We present to you another persistence of vision (POV) project for your blinky enjoyment! As the LEDs move in space, they flash different parts of an image, building up an image in your brain. We have visited this topic many times with kits and tutorials, including the parent to this iteration, the Genesis Poi. Now build it on a bike wheel!

Two strips of DotStar LEDs are affixed to the spokes of a bike wheel, one facing each direction, driven by a 5V Pro Trinket and powered by a waterproof 3xAA battery pack affixed near the hub.

Prerequisite guides:

While this project is not very difficult, it does require strong construction skills in order to be waterproof and safe. A flying battery pack can very easily cause an accident, so keep safety in mind.

Parts and Tools

Parts from Adafruit:

Parts NOT from Adafruit:

Tools & Miscellaneous:

  • Soldering station and accessories
  • Computer running the Arduino IDE software, ideally version 1.6.4 or later. Support for the Pro Trinket microcontroller can be enabled through the Boards Manager (Tools→Board→Boards Manager…).
  • Computer running Python for graphics conversion; use our sample images to get started.

Night photos and video for gifs by Andrew Baker.

Connections are as follows:

  • Pro Trinket - (on back) to battery ground
  • Pro Trinket + (on back) to battery positive
  • DotStar LED strip G to Pro Trinket G
  • DotStar LED strip 5V to Pro Trinket BAT+
  • DotStar LED strip data to Pro Trinket 11
  • DotStar LED strip clock to Pro Trinket 13
  • Optional tactile mode selector button between Pro Trinket 3 (TX) and G
  • Optional vibration sensor between Pro Trinket 2 and G

Cut your half meter strip of LED strip in half using flush diagonal cutters. Count the LEDs to verify there are 36 pixels on each side of the cut, and try to preserve the solder pads on the input side of one half.

Tin the solder pads and solder silicone coated wires to the input end of the piece you just cut, alternating sides for each wire to help prevent a short circuit.

Cut the input connector fro the other strip and solder four sets of wires in parallel and joined to a single piece of silicone coated wire. At the ends of these extension wires, solder four header pin prototyping wires, even though we’ll end up removing them later. Don’t forget the heat shrink tubing!

If you have a spare 5V Pro Trinket to spare, we strongly encourage you to build a prototype of your circuit on a solderless breadboard. Not only will you get a chance to test out your solder joints connecting the LED strips, but you can have a duplicate system for programming where you can easily make changes.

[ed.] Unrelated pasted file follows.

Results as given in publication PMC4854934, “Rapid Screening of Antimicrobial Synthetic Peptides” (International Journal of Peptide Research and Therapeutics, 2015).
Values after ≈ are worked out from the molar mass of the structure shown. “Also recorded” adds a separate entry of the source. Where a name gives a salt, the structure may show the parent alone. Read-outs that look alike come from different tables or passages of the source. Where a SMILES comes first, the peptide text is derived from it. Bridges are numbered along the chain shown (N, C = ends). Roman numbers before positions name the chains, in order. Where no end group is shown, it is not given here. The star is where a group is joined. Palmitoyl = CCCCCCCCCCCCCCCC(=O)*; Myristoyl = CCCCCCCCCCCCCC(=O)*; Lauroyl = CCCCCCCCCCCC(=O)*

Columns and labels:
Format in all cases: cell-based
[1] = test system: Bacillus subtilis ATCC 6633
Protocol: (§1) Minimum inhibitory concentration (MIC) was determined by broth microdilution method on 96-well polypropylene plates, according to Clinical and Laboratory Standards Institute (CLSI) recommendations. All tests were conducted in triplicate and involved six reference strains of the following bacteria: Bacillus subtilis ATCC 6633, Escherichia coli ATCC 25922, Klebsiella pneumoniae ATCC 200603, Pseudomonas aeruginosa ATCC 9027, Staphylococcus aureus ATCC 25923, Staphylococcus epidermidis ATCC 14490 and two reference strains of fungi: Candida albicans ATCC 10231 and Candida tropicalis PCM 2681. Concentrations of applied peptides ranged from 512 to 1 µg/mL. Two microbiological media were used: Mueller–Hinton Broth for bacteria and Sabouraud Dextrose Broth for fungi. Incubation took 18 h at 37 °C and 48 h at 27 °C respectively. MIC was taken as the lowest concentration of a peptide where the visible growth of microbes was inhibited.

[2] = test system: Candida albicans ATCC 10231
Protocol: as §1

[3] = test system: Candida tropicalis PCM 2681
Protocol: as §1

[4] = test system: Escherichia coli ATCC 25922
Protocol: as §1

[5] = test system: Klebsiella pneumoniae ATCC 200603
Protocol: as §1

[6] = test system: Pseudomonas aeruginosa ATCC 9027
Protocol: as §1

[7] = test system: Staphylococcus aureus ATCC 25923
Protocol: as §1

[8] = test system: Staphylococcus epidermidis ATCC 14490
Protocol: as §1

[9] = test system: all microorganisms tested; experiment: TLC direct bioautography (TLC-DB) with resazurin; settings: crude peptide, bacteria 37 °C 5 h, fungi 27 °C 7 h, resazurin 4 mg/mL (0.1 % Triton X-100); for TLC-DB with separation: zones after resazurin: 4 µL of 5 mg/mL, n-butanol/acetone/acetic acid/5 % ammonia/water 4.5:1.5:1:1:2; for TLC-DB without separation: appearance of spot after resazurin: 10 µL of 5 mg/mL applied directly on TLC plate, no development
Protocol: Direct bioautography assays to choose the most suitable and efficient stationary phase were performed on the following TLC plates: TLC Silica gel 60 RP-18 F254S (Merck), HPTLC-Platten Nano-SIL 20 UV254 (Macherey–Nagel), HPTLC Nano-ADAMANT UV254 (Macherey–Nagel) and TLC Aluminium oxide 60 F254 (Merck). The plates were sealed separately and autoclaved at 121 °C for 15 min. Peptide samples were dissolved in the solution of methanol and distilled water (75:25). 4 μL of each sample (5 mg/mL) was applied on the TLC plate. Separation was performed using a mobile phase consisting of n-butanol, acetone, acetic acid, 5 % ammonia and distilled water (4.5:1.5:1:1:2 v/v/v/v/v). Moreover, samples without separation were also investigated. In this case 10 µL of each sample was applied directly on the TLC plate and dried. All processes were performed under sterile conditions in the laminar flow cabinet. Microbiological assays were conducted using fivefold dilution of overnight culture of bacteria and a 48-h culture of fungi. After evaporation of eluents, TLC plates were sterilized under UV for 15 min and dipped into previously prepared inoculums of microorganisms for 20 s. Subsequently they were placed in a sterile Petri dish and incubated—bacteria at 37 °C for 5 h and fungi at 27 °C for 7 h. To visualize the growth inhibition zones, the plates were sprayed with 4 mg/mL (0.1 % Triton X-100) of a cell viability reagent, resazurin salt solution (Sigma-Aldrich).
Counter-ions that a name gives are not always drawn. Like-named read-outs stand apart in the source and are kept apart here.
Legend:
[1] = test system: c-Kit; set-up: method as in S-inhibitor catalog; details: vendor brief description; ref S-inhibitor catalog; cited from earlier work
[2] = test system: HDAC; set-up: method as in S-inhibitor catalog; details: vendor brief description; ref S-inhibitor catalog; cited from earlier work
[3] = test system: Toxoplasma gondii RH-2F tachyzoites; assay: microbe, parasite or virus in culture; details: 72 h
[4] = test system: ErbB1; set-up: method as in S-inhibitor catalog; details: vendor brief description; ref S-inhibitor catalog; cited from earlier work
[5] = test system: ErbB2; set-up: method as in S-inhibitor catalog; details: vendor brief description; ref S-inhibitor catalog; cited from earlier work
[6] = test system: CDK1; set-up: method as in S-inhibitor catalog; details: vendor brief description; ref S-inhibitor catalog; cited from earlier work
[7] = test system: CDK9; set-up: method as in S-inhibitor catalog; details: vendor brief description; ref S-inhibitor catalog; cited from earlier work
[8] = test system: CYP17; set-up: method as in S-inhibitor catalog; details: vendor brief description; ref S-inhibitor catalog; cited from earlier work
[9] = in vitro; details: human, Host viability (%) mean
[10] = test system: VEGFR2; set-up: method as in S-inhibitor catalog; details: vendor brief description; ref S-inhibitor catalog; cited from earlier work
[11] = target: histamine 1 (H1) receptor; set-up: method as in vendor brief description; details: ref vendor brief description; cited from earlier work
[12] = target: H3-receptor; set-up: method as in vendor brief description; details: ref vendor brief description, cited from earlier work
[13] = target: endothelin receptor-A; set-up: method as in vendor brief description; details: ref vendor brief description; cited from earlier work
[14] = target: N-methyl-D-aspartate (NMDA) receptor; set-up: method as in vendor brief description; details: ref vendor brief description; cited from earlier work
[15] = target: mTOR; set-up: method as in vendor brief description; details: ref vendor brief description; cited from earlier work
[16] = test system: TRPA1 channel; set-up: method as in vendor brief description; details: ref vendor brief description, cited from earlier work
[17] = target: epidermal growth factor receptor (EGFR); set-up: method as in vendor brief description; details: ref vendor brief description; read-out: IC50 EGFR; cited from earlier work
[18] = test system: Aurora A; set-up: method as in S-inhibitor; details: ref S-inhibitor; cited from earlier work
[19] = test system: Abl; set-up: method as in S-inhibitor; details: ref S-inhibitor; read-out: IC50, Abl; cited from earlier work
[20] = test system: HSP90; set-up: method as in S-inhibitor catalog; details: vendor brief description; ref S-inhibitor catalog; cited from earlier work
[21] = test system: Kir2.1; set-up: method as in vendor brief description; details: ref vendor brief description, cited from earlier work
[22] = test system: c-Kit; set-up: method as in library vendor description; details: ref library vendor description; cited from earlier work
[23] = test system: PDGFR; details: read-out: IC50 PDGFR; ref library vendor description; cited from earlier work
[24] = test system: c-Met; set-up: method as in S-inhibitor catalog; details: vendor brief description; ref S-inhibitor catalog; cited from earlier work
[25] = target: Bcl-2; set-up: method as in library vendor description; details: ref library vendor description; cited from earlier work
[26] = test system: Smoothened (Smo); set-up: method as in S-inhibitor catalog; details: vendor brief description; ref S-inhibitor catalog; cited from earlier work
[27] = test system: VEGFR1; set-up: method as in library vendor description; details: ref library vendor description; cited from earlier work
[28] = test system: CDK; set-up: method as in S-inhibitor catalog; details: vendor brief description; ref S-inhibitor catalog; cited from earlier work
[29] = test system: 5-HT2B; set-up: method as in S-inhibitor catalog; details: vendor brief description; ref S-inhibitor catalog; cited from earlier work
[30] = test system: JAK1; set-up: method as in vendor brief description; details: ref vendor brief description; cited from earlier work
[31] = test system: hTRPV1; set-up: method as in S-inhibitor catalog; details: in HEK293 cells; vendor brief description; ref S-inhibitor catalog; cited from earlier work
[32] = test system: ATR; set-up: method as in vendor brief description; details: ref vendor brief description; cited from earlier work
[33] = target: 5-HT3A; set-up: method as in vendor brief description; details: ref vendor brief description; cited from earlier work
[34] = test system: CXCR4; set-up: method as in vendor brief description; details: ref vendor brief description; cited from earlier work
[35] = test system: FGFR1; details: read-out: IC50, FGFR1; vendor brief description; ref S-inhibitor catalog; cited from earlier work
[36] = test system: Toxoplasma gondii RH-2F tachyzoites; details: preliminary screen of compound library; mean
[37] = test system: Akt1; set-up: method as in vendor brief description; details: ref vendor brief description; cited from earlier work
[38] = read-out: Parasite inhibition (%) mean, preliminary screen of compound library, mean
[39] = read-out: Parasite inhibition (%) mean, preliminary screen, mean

If this is your first time using Pro Trinket, follow the Adafruit Arduino IDE Setup for guidance; a couple extra steps are required compared to typical Arduino Uno programming — the Introducing Pro Trinket guide may help. Try out the “blink” sketch and confirm you can upload code to the board. If you’re not already running the Arduino IDE version 1.6.4 or later, this is a really good time to upgrade. It greatly simplifies installing libraries and support for alternate boards such as Pro Trinket.

Grab the sample sketch for the bike wheel from GitHub:

The “bikewheel” folder contains the Arduino sketch for this project.

This project also requires the Adafruit DotStar library for Arduino. Use the Library Manager to install this (Sketch→Include Library→Manage Libraries…), or if you’re using an older version of the Arduino IDE, it can be downloaded and installed manually:

There are two files in the “bikewheel” folder, which will open as two tabs in the Arduino sketch. The second file/tab — graphics.h — contains the bitmaps and color palettes for the different modes. Learn how to add different ones on the Genesis Poi "preparing images" page. The bike wheel sameple sketch uses image 32 pixels high. 

I can compile the code but it won’t upload to the Pro Trinket board!

You might have a “charge only” USB cable. Definitely need the normal “charge+data” type for this. Switch it out for a different cable and try again.

Before proceeding, ensure your circuit runs the sample code and switches images when you press the button:

Trim off the header pins and strip and tin the wires attached to your LED strips.

Solder these four wires to a new Pro Trinket (without header pins installed) according to the circuit diagram and trim off the excess wire with flush snips. Likewise attach the optional switch and/or vibration sensor.

Tin the (-) and (+) pads on the back of your Pro Trinket, then solder the wires from the battery holder to them.

Use a dab of E6000 to protect these solder joints and also provide some strain relief to the wires.

Turn on the circuit to check it works, and if it does, it’s time to waterproof the circuit. Encase the Trinket in heat shrink tubing or glue, or spray conformal coating. Use Permatex 66B silicone adhesive to plug the open ends of LED strip, and watch this video for more tips on ruggedizing your  projects:

Set your bike up in a stable position where you can work on it comfortably.

Use metal zip ties to affix the heavy battery holder as close to the wheel’s hub as possible. If your hub is wide enough, you could even attach the battery pack directly to it.

Use plastic zip ties to attach the LED strip and Pro Trinket (as well as any switch or sensor you may have optionally added) to the spokes of the wheel.

In this particular wheel, the mode selector switch is attached with sticky foam tape to a neighboring spoke.

Night photos and video for gifs by Andrew Baker.

This guide was first published on Jul 29, 2015. It was last updated on Dec 08, 2023.